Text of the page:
Though the platforming is occasionally frustrating, the other systems Kitty learns to use are simple and satisfying. Catching birds is one of the most fun activities in the game; a wise elder cat instructs you on obtaining bait (tripping a human carrying a sandwich), setting your trap (dropping a piece of bread in the middle of a parking lot), and finally catching your prey (pouncing from afar on the birds that come to peck at it, an incredibly fun slow-motion animation that I never got tired of watching). It's fairly foolproof but complicated enough that you really feel like you're doing something, so that when Tanuki sent me to gather three feathers for her fast travel system I cheerfully skittered off to do as she asked.

Tanuki, you say? Fast travel system, you say? Yeah, did I not mention there's a raccoon variant building a subspace highway in the sewers?

Tanuki's certainly one of the more memorable animals you'll meet throughout the game, as she warps you into trash cans and has one-sided conversations with statues of kaiju and pops her head out of manhole covers at the worst possible time. You'll also come across Beetle, the stressed-out sidekick to a popular but demanding social media influencer, and Chameleon, who's convinced your weird eyes can see past his incredible "camouflage" (he is fully visible all the time). One of the best sidequests involves collecting Papa Duck's lost ducklings, who trail you in a cheerful line until you collect them all—I spent a good hour of the game with at least one feathery companion, who will dutifully waddle through air vents and flutter their tiny wings up onto stacks of boxes in order to follow Kitty into whatever shenanigans they can find.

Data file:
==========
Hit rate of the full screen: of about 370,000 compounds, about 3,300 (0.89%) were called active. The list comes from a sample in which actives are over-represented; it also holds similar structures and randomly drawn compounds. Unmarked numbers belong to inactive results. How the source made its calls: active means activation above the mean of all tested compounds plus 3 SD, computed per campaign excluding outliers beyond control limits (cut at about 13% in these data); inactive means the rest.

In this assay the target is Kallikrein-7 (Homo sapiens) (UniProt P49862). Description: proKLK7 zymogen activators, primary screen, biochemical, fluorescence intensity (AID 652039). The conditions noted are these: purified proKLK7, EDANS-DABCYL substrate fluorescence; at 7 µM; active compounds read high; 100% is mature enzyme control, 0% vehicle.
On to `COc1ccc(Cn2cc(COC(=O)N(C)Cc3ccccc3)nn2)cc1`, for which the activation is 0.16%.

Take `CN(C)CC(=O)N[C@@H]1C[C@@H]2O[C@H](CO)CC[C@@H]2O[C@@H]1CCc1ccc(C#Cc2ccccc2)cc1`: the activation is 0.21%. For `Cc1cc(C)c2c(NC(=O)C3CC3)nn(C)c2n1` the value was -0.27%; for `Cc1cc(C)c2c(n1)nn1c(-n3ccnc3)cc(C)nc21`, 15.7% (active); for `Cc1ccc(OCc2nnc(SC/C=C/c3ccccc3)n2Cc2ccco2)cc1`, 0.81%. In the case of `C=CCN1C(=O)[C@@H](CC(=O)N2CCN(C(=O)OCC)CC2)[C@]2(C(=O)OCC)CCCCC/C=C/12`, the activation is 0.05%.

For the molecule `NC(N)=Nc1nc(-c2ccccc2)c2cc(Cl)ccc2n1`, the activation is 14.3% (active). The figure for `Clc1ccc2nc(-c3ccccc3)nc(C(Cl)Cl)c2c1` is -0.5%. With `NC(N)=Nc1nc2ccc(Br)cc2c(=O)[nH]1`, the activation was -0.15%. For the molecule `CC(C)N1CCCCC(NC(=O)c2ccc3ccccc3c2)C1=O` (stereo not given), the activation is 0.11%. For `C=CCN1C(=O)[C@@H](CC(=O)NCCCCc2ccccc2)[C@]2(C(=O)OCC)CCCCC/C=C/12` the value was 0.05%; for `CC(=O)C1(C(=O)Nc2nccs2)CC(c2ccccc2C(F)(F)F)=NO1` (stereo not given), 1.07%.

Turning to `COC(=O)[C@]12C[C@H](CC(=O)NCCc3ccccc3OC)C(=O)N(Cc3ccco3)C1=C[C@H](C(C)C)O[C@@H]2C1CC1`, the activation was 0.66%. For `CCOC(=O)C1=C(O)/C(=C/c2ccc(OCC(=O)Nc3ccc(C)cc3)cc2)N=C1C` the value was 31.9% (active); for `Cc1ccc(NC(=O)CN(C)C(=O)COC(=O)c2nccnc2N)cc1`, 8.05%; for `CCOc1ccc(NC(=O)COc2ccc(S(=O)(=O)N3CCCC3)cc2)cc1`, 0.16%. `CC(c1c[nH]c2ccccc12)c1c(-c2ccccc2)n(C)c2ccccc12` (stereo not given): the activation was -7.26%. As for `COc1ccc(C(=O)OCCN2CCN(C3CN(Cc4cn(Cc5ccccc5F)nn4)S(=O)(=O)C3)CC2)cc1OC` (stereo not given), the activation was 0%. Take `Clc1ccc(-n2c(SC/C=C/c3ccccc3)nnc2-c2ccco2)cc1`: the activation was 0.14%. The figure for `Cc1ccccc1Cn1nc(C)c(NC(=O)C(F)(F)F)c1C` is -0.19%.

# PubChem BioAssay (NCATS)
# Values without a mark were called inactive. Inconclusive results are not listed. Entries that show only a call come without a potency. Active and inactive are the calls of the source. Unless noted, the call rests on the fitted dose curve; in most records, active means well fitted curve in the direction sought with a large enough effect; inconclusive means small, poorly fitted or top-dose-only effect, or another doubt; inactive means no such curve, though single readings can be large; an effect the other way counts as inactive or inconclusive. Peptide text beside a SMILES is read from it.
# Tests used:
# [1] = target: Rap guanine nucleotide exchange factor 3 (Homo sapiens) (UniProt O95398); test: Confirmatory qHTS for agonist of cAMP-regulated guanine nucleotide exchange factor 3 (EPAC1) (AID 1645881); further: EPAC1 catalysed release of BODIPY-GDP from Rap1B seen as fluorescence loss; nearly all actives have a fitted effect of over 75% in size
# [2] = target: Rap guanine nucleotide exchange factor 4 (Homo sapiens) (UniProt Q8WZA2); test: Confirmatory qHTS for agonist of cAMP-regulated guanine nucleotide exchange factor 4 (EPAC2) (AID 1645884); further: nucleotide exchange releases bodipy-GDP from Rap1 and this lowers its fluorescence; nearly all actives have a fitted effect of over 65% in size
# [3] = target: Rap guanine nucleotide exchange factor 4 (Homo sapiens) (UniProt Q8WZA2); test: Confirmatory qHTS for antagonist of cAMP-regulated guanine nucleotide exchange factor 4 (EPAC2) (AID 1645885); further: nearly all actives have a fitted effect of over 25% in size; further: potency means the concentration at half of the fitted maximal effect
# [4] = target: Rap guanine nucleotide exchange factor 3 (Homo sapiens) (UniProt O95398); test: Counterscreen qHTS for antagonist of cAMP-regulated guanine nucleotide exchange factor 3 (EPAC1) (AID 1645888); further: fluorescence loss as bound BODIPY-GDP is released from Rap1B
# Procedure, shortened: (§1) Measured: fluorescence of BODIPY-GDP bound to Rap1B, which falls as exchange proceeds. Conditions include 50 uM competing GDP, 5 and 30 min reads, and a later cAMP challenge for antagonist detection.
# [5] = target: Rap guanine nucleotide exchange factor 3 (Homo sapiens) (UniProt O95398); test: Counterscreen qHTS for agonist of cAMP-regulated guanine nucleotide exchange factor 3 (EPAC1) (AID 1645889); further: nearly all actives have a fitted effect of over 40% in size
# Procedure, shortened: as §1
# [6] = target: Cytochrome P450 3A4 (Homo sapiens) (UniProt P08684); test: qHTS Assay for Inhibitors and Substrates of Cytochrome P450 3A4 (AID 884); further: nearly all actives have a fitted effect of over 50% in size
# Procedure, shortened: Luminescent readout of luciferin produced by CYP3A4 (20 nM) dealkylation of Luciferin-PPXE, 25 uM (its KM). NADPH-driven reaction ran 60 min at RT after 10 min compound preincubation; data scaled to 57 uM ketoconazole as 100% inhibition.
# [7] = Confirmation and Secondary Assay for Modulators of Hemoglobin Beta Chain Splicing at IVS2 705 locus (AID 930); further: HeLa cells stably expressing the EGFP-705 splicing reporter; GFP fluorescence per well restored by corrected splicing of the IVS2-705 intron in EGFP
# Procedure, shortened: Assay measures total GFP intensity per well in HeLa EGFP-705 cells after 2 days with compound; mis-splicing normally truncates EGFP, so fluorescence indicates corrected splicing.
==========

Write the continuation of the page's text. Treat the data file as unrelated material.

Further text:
I was very sad to entrust my new little siblings back to the care of their dad, and delighted when they showed up later in the game for another cameo. The simple, funny writing lets the characters shine, giving them personality while letting their sprightly animations and sidequests do the brunt of the work. 

When I’d finally eaten enough fish to gain the outdoor cat skills needed to ascend my apartment tower and finish the game, I found myself feeling a bit rueful at the prospect of leaving all my new friends. What do you mean, I have to go back home? Sure, I miss my favorite nap spot… and my human's up there, waiting to pet me and play with me and give me treats... but what about Crow and all the Shinies I've collected for him? What about Tanuki's inventions? Will Chameleon be okay if I'm not there to spot him the next time he climbs up too high? What about my best friend Big Potato????

But luckily for Kitty, they've learned on the wild streets the skills they need to stay in touch, and the next time they venture down from their window they won't have any trouble finding their way back up. The city, it turns out, is not too big—it's just the right size for a curious cat.

Disclosure: Former PC Gamer editor Philippa Warr was involved in the development of Little Kitty, Big City. She had no personal relationship with the reviewer.

The Verdict
Little Kitty, Big City review

Little Kitty Big City is an adorable, entertaining journey through a delightful world that’s just the right size.

Maddi Chilton

Maddi Chilton is an internet footprint from the Midwestern US. Formerly a staff writer at Kill Screen, she now talks about video games for Unwinnable, Heterotopias, Bullet Points Monthly, and other places. The majority of her personality can be traced back to The Elder Scrolls 3: Morrowind.